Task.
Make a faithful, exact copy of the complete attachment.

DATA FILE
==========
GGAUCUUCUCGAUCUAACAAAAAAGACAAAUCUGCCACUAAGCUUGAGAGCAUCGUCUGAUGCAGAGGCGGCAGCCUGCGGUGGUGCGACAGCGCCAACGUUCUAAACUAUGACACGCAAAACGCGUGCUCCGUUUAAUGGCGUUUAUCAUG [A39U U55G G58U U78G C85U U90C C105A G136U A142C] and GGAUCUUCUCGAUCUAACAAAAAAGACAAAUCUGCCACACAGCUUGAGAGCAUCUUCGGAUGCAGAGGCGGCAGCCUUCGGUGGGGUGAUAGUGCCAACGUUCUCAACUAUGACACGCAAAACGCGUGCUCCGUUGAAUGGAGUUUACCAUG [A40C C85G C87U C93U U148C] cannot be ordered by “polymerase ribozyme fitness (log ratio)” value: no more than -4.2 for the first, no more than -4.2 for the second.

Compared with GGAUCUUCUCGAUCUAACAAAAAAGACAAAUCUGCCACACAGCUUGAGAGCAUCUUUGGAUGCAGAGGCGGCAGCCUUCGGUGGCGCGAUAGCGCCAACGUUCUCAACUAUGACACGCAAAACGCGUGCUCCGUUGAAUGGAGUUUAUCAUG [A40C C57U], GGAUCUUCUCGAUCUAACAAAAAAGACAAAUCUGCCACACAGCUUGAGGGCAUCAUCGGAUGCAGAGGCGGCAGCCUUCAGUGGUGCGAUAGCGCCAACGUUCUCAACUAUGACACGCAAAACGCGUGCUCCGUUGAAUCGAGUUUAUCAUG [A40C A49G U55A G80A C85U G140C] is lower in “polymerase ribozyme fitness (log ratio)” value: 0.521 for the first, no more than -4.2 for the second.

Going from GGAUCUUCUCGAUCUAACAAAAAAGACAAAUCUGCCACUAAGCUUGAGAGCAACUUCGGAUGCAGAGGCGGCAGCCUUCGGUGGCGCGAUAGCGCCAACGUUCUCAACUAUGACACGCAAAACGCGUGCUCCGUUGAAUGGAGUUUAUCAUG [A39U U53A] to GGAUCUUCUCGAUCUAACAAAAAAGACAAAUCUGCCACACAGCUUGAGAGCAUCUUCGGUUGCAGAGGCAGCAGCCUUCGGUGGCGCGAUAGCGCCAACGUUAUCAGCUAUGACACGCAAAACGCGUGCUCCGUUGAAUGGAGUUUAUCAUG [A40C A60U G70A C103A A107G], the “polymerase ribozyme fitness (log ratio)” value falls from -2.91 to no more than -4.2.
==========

GGAUCUUCUCGAUCUAACAAAAAAGACAAAUCUGCCACUAAGCUUGAGAGCAUCGUCUGAUGCAGAGGCGGCAGCCUGCGGUGGUGCGACAGCGCCAACGUUCUAAACUAUGACACGCAAAACGCGUGCUCCGUUUAAUGGCGUUUAUCAUG [A39U U55G G58U U78G C85U U90C C105A G136U A142C] and GGAUCUUCUCGAUCUAACAAAAAAGACAAAUCUGCCACACAGCUUGAGAGCAUCUUCGGAUGCAGAGGCGGCAGCCUUCGGUGGGGUGAUAGUGCCAACGUUCUCAACUAUGACACGCAAAACGCGUGCUCCGUUGAAUGGAGUUUACCAUG [A40C C85G C87U C93U U148C] cannot be ordered by “polymerase ribozyme fitness (log ratio)” value: no more than -4.2 for the first, no more than -4.2 for the second.

Compared with GGAUCUUCUCGAUCUAACAAAAAAGACAAAUCUGCCACACAGCUUGAGAGCAUCUUUGGAUGCAGAGGCGGCAGCCUUCGGUGGCGCGAUAGCGCCAACGUUCUCAACUAUGACACGCAAAACGCGUGCUCCGUUGAAUGGAGUUUAUCAUG [A40C C57U], GGAUCUUCUCGAUCUAACAAAAAAGACAAAUCUGCCACACAGCUUGAGGGCAUCAUCGGAUGCAGAGGCGGCAGCCUUCAGUGGUGCGAUAGCGCCAACGUUCUCAACUAUGACACGCAAAACGCGUGCUCCGUUGAAUCGAGUUUAUCAUG [A40C A49G U55A G80A C85U G140C] is lower in “polymerase ribozyme fitness (log ratio)” value: 0.521 for the first, no more than -4.2 for the second.

Going from GGAUCUUCUCGAUCUAACAAAAAAGACAAAUCUGCCACUAAGCUUGAGAGCAACUUCGGAUGCAGAGGCGGCAGCCUUCGGUGGCGCGAUAGCGCCAACGUUCUCAACUAUGACACGCAAAACGCGUGCUCCGUUGAAUGGAGUUUAUCAUG [A39U U53A] to GGAUCUUCUCGAUCUAACAAAAAAGACAAAUCUGCCACACAGCUUGAGAGCAUCUUCGGUUGCAGAGGCAGCAGCCUUCGGUGGCGCGAUAGCGCCAACGUUAUCAGCUAUGACACGCAAAACGCGUGCUCCGUUGAAUGGAGUUUAUCAUG [A40C A60U G70A C103A A107G], the “polymerase ribozyme fitness (log ratio)” value falls from -2.91 to no more than -4.2.